Advances in controls and networks combined with components that pack more punch have opened the door to more-precise, durable, and economical pneumatic systems.
|The MC3 integrated vacuum generator is suited for high-speed, pick-and-place applications such as circuit-board assembly and chip testing.|
Like most manufacturers today, the trend among semiconductor-device companies is to raise productivity. But speeding up machines to generate more chips per hour increases the chances of damage to delicate chips. Vacuum handling systems provide the ideal solution, according to Bob Buerkel of the Parker Hannifin Pneumatic Div., Richland, Mich. Compared with mechanical grippers, soft vacuum cups are gentle and nondestructive, as well as simple and economical, he explains.
The challenge of late, says Buerkel, has been to design vacuum systems that meet OEM demands for higher speeds. Parker has recently introduced several fast-acting devices such as the MC3 high-speed integrated venturi, VA01 vacuum valve for centralized vacuum systems, and pressure sensors that address these needs.
The Convum MC3 integrated vacuum generator features a vacuum-generating pilot valve and direct vacuum blow-off valve that minimize response times. It is said to be ideal for high-speed, pick-and-place functions such as surface-mount chip placement, testing, and bonding.
The MC3 is highly responsive in both creating vacuum to lift parts and removing vacuum to release them. Precise control on release is critical because the goal is to raise pressure to atmospheric and break the suction-cup seal as quickly as possible, without raising pressure too much and forcefully ejecting parts. A regulating blow-off needle lets users precisely tailor valve performance, producing vacuum response times of as little as 20 msec from 0 to 25-in. Hg.
The MC3 can mount directly on the moving head of a chip mounter, tester, or other related equipment. Direct mounting eliminates piping resistance, which leads to faster response in high-speed pick-and-place systems. The generators can be assembled into a maximum eight-station manifold. And the unit's 10-mm thickness makes it one-third smaller and lighter than conventional vacuum generators, letting it be located close to the suction cup for maximum performance.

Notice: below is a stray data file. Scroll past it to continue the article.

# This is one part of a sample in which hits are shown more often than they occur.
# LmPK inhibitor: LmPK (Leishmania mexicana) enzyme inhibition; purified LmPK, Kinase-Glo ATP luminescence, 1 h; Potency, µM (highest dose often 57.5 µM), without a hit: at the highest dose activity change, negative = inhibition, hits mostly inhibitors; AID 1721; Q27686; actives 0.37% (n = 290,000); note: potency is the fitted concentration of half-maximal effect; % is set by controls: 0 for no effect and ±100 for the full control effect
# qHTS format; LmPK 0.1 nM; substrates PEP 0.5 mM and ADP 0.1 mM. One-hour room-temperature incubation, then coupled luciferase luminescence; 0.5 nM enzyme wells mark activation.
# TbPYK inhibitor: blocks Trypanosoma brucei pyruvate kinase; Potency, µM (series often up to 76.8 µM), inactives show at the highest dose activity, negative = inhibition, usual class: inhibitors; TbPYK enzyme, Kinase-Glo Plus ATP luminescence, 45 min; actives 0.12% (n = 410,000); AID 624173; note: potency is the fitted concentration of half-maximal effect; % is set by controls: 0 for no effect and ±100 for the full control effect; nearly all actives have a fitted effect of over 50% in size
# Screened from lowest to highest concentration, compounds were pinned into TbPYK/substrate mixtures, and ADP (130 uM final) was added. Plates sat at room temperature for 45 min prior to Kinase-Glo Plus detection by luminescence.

The MC3 also has an integrated sensor to confirm vacuum levels and eliminate delays. The company's Convum pressure sensors have a response time <2.0 msec and offer a wide range of features, including npn/pnp and analog outputs, up to seven-segment output LEDs, quick-connect or grommet electrical connections, and up to an IP67 rating. Programmable outputs include normally open, normally closed, and hysteresis and comparative (high/low setting) modes.
In addition to silicon-chip manufacturing, they are used in packaging, factory automation, process control, and other applications requiring accurate outputs. Sensors designed for gases have a silicon diaphragm, while those for fluids feature a stainless-steel diaphragm. Twelve different models, all using piezoelectric technology, offer pressure ranges from -14.7 to 8,820 psi.
Some chip manufactures opt for centralized vacuum systems. Such setups use fast-acting valves for control rather than individual vacuum generators. With a solenoid response time of 5 msec, Parker's VA01 eliminates the need for two three-way valves when centralized vacuum systems are used in conjunction with part blow-off. The VA01 poppet control valve features a vacuum valve and direct adjustable blow-off valve with an atmospheric-release mechanism in a single body. The atmospheric-release mechanism reduces variation of breaking time and overshoot of blow-off. The 10-mm-wide valve can be mounted in-line or on manifolds directly on the moving head of the chip mounter, tester, or other related equipment.